Canadiens celebrate 2007 in style
Tomas Plekanec got a jump start on 2007 with a pair goals against Tampa Bay.
MONTREAL - All too used to being a long way from home during the holidays, the Canadiens proved once again that there's nothing like returning in time to ring in the New Year in front of their fans.
Since the formation of the NHL in 1917-18, good things have happened whenever the Canadiens have christened the New Year on home ice. Following Tuesday night's 5-2 win over the Lightning, the Habs are now 17-4-4 when kicking off the New Year at home, outscoring the opposition 102-51 along the way. Of those 17 victories in front of their home crowd, the Canadiens have gone on to win the Stanley Cup later that spring eight times. The last time was in 1976-77 when Bob Gainey and Doug Jarvis were leading the charge.
While it's unlikely anyone in the Habs' current dressing room was aware of the historical significance of playing at home to kick off the New Year, starting 2007 on the right foot was no accident according to Mike Johnson.
"We didn't finish up 2006 the way we would've liked in those two games in Florida," recalled Johnson of the Canadiens losses to the Panthers and Lightning last Friday and Saturday. "It was good to see us bounce back with such a strong team effort. This is definitely the way we wanted to start the New Year."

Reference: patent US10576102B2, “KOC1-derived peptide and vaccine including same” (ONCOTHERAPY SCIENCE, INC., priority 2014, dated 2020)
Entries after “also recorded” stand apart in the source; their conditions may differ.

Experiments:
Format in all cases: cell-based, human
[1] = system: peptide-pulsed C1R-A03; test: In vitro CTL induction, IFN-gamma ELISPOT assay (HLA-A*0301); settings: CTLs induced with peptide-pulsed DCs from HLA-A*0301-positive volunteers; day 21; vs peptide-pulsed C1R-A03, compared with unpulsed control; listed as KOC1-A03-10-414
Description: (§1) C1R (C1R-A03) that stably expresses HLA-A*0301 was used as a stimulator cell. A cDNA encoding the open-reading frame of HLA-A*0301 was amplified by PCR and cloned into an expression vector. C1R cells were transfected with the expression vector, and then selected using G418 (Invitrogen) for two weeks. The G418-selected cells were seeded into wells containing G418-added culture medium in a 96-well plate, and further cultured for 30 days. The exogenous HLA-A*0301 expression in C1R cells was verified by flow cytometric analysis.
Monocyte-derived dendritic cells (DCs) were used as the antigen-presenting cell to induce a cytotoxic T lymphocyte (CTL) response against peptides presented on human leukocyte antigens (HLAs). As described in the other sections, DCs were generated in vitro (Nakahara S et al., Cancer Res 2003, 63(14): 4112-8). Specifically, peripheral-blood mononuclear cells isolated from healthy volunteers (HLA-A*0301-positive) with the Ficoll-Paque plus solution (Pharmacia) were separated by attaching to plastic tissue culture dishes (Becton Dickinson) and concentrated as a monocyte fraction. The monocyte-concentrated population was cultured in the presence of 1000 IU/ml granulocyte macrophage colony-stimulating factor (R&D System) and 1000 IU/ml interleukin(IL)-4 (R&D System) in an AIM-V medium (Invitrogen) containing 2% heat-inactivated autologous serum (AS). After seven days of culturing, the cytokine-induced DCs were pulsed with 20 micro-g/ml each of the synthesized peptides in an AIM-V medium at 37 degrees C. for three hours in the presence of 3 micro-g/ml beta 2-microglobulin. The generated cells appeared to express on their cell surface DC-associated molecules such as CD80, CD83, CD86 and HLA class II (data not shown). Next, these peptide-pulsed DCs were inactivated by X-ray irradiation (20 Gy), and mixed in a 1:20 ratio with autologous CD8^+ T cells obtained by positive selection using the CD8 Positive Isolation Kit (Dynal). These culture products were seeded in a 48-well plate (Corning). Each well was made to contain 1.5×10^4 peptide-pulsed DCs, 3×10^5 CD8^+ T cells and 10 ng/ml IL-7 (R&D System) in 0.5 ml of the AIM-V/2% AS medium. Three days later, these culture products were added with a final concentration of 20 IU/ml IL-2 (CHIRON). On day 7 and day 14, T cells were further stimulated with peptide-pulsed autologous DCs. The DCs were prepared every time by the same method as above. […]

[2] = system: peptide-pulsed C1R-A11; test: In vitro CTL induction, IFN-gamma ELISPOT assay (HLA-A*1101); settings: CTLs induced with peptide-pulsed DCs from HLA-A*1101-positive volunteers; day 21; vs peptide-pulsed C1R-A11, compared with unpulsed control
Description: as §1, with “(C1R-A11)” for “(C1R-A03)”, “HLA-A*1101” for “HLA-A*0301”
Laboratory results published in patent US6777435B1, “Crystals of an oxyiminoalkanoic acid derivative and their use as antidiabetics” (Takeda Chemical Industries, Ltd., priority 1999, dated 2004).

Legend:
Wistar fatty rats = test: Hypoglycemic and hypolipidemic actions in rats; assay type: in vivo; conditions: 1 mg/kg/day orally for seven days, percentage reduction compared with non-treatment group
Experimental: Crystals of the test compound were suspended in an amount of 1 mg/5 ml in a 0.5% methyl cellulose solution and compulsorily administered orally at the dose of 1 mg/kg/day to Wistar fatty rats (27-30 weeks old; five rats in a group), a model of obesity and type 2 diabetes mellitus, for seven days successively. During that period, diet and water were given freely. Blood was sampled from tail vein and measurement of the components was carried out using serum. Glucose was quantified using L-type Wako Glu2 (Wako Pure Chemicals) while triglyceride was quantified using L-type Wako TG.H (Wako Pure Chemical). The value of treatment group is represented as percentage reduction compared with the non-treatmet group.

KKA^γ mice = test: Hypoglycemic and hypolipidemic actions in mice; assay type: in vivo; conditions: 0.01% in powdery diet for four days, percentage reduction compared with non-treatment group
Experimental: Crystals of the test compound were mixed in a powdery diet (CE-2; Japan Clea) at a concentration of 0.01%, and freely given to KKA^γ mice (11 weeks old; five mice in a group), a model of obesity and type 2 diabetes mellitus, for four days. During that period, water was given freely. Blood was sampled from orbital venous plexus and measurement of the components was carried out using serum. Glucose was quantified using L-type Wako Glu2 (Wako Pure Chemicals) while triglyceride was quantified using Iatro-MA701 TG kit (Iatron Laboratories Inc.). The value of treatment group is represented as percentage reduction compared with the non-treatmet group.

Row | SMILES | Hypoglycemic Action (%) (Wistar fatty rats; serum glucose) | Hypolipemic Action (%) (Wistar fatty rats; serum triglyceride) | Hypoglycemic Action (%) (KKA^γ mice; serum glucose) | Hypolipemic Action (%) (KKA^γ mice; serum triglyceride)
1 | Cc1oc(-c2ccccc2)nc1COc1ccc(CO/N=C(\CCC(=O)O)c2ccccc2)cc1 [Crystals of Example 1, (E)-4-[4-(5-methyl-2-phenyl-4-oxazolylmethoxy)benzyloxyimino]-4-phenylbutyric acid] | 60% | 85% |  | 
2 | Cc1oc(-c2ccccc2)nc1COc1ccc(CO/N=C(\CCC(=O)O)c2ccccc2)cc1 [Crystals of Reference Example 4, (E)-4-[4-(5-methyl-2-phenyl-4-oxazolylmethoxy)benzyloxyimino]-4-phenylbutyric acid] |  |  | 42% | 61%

That is especially true for Tomas Plekanec, who snapped a 14-game scoring drought in style by beating Johan Holmqvist for his fourth and fifth goals of the season.
"I made a lot of resolutions this year, but this wasn't one of them," admitted a smiling Plekanec after notching the second two-goal game of his young career. "I'm just going to keep giving all I have out there and I hope this will be an even better year for me."
After seeing his team put their late-year stumble behind them, head coach Guy Carbonneau is crossing his fingers that Plekanec's two-goal outburst is only a sign of things to come in 2007.
"Whenever you're in a slump it isn't easy, but Tomas has kept on working and he never said a word," said Carbonneau . "He took advantage of his chances tonight and who knows, a game like this is sometimes all it takes and this could just be the beginning of something."
Manny Almela is a writer for canadiens.com